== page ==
• Aurora: Thank you Victoria for the discovery of a wonderful painter I had never hear of. For the mostly monochrome aspect of the picture except for the beautifully judged touch of red I would choose two perfumes which work as a duo: Alaia, the original black bottle for its stark elegance (your review made me want it) and Alaia Blanche, discovered this summer with its solar notes, it remdinds me of a white drapery touched by the sun, I love and now have them both, they are so different from the mainstream, disappointing perfumes we are inundated with. October 4, 2019 at 12:26pm Reply

  • Sandra: What a gorgeous painting..I love the mood!

    I would really have to think about what perfume would match..

    Do you still send out your newsletters? I haven’t gotten any in a long while.. October 4, 2019 at 3:11pm Reply

    • Victoria: I haven’t done it lately, since my travel and work schedule has made it too difficult. I’ll try to get back to it. October 9, 2019 at 12:00pm Reply

  • Nina: I love the painting!

    The interplay between light and dark, hhe feeling of distance and peace/eternity, like dead objects preserved forever, almost mumified through the eye of the artist, reminds me of Serge Lutens La Religieuse.
    We have the contradiction good/evil/black/white and the jasmine. October 4, 2019 at 3:18pm Reply

  • OnWingsofSaffron: What a delightful task: it reminds me of something Sei Shonagon might ask.
    The painting (excerpt?) is dark, yet completely uncluttered. There is a wonderful symmetry: three white blossoms, three red berries, both forming triangles. And an abundance of dark, matt green foliage, as opposed to the luminous, glittering glass carafe.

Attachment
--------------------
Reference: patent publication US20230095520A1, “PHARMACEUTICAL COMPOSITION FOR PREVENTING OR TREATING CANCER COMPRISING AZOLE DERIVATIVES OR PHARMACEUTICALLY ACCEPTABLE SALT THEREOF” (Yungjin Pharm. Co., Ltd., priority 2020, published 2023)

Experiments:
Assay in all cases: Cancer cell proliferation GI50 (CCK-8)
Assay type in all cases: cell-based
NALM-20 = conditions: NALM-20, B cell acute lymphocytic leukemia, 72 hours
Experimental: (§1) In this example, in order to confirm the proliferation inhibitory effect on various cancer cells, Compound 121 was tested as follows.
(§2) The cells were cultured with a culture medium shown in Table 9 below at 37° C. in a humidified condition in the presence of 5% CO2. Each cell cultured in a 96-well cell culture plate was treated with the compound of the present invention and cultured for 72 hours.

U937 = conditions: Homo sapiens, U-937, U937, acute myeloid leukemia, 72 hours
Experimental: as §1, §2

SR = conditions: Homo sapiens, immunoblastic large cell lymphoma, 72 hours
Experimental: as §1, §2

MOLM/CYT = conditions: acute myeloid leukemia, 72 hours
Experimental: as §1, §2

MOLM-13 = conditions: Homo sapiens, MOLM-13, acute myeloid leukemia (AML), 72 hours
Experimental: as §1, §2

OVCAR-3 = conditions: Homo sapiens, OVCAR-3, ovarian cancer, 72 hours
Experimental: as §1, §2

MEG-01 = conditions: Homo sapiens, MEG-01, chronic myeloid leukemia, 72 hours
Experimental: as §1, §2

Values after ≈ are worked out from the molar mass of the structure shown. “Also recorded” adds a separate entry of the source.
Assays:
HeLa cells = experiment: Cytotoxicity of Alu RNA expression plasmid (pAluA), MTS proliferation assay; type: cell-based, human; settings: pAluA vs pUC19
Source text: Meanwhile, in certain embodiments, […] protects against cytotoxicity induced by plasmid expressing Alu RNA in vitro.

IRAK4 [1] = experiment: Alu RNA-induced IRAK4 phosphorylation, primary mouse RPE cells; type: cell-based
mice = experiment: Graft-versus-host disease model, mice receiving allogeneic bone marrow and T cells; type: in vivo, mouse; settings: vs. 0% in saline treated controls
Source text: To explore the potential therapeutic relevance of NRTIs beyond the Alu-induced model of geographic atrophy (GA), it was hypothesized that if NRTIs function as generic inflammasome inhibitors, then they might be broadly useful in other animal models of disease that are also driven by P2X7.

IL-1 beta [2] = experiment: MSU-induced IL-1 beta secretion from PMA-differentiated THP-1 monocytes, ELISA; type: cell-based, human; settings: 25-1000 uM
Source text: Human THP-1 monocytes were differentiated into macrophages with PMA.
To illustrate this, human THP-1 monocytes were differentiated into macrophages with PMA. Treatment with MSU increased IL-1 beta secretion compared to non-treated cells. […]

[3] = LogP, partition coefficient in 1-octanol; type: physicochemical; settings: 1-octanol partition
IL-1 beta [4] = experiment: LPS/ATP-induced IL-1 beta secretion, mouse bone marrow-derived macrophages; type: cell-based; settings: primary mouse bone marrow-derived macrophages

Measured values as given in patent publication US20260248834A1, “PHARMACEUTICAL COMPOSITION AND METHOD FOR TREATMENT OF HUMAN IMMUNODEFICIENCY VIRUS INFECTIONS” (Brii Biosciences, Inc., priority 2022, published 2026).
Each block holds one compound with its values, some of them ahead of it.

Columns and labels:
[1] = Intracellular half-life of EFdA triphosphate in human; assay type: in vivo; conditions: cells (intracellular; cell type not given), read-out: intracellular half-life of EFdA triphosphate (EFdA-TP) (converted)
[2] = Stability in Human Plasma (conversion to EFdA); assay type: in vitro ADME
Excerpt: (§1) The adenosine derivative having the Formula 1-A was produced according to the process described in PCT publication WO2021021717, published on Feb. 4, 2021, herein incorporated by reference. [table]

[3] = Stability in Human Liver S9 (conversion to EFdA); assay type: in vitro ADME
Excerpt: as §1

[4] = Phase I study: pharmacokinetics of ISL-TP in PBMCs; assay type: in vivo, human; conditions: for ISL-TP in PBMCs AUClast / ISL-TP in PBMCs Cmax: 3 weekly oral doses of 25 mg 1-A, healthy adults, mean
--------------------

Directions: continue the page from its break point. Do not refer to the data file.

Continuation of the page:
Therefore, a darkish, oak-mossy perfume, a chypre perhaps, with a sparkling top, and a juicy fruity middle.
    I suggest Mitsouko: inky oak-moss in the depths, fresh bergamot and some peach. October 4, 2019 at 3:30pm Reply

  • Cassieflower: Love that piece. My first reaction, out of left-field: Dita Von Teese. October 6, 2019 at 10:12pm Reply

  • Nina Zolotow: As it happens, I was just in Sevilla, where it was jasmine season (not orange blossom season). Some days I wore By Kilian Love and Tears (which I had brought because it seemed cooling) and it was quite perfect. So that’s my choice. Also there I discovered a beautiful orange blossom EdT made in Seville from Seville orange trees: http://www.benditaluz.es/index-eng.html October 7, 2019 at 2:23pm Reply

    • Victoria: What beautiful responses to this post! Thank you to everyone.

      I will definitely have to find this orange blossom, Nina. Thank you. October 9, 2019 at 11:32am Reply

      • Nina Zolotow: I hope you are able to get some and that you love it. I also bought some of the soap, which is gorgeous. I had to restrain myself from buying everything. And I’m actually rather picky about what perfumes I like, especially modern ones. October 9, 2019 at 1:29pm Reply